When does an individual lose capacity to grant a Power Of Attorney?

25-August-2011 Guardianship By Mark Streeter

A Power of Attorney is a legal document enabling someone to act on another person’s behalf. It can be very useful but it is essential that the person who grants this ‘power’ have the ‘capacity’ to do so.

In July 2010, a case in the Supreme Court of NSW highlighted that a Power of Attorney can be considered void – even if they have been used over several years. The case of Szozda v Szozda [2010] NSWSC 804 was decided by Justice Barrett. It has widely been reported as a significant “clarification” to the test of whether or not an individual has the capacity to create a Deed of Power of Attorney.

The case is a story of Polish immigrants, untimely family deaths, real estate properties, discretionary trusts, family businesses and the complications that can arise between siblings.

The widow, Mrs Aneila Szozda, executed six separate Power of Attorney Instruments between March 2004 and December 2007 for her children and grandchildren.  One of these Power of Attorneys was used to exercise the proxy votes of shares owned by the Attorney to Mrs Szozda. The Application to the Court sought declaratory orders as to whether or not Mrs Szozda had the capacity to grant the General and Enduring Power of Attorney in September 2006.

At law, people over 18 are presumed to have legal capacity. However, having raised prima facie evidence of an individual’s incapacity (usually medical evidence) the onus then shifts back to the party seeking to assert the validity of the document and the capacity of the individual to execute it at that time.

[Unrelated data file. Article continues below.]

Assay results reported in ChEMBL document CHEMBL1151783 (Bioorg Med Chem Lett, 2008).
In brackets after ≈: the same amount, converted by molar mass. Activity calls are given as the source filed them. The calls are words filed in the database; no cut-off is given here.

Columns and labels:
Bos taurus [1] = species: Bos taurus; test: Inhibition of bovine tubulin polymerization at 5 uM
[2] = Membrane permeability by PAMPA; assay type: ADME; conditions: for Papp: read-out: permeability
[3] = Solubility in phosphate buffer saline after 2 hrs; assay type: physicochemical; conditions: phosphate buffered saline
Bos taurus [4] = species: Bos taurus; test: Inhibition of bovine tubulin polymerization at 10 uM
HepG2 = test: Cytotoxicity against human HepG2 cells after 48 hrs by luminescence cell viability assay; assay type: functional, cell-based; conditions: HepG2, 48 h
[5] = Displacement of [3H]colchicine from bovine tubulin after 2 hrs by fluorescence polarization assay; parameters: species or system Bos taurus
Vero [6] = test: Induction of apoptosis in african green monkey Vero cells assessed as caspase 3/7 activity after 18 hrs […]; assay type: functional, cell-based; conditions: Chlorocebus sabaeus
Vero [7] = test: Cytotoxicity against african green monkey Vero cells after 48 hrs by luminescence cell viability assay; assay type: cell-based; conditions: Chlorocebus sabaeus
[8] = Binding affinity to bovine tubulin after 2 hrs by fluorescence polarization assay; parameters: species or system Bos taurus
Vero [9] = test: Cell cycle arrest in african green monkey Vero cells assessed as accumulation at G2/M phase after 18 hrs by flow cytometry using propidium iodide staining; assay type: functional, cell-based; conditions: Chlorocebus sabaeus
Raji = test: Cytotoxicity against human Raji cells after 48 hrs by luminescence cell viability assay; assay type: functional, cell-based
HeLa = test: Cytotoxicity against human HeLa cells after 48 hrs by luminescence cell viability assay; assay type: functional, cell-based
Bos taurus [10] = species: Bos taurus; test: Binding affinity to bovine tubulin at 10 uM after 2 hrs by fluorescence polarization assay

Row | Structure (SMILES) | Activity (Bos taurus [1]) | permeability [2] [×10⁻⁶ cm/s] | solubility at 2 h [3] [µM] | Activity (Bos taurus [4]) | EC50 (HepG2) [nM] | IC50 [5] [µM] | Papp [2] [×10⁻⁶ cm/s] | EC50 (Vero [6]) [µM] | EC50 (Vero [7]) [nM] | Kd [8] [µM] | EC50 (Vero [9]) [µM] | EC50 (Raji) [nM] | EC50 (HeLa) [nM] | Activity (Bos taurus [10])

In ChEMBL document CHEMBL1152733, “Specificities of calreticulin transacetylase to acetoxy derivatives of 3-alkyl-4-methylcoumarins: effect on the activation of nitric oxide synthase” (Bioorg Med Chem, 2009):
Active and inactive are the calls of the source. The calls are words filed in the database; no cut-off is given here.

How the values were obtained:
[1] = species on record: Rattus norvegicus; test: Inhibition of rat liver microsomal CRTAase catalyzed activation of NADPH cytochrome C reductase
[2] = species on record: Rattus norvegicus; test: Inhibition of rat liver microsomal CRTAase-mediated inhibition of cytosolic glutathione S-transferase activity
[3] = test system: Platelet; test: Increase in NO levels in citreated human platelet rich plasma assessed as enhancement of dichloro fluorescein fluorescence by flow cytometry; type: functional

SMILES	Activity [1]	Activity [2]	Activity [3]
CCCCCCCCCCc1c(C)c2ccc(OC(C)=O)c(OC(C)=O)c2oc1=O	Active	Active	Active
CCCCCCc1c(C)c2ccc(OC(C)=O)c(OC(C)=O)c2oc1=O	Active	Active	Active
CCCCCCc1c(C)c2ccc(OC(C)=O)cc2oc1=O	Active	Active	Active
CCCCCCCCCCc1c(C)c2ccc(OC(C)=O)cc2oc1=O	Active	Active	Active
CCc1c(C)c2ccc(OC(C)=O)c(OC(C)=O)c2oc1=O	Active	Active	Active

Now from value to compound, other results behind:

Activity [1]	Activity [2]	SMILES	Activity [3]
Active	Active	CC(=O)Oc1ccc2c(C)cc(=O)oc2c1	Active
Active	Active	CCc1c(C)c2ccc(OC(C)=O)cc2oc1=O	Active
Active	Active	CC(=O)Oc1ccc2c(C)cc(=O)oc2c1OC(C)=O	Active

The test of the validity of the capacity of a person to execute a Power of Attorney was generally considered to be:  ‘an enquiry as to whether or not the principal had an understanding of the nature and effect of the Power at the time of execution of the instrument.’ It was presented to the Court that Mrs Szozda often forgot non-regular appointments (such as hairdresser appointments) although was able to remember things such as her regular Sunday outings with a friend.

His Honour Justice Barrett found that the decision to grant a General and Enduring Power of Attorney differs from that involved in making of a Will but should be regarded as a similar or even greater level of complexity.

If capacity, in the relevant sense, is absent when the Power of Attorney is granted, the general law position is that the Power of Attorney instrument is void.

  • The Courts look at each case on its own facts and weigh up the evidence.
  • In this case the Court found that Mrs Szozda did NOT have the capacity at the time of executing the document to understand the nature and effect of her actions.

Ensure that your estate planning documentation is up to date before there are any risks or concerns over “capacity”.

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Written by Mark Streeter

Mark Streeter

The Director of Streeterlaw, Mark has been practicing Law since 1994. He has attained his Masters of Law in 1999 and in 2006 was awarded his Specialist Accreditation in Commercial Litigation. Mark is a member of ARITA, a graduate of the AICD and a member of AICM. A member of STEP, Mark enjoys working in the area of Wills and Estates. In 2020 Mark is the Chair of STEP NSW.

Call us on 02 8197 0105 to book an appointment with Mark Streeter!

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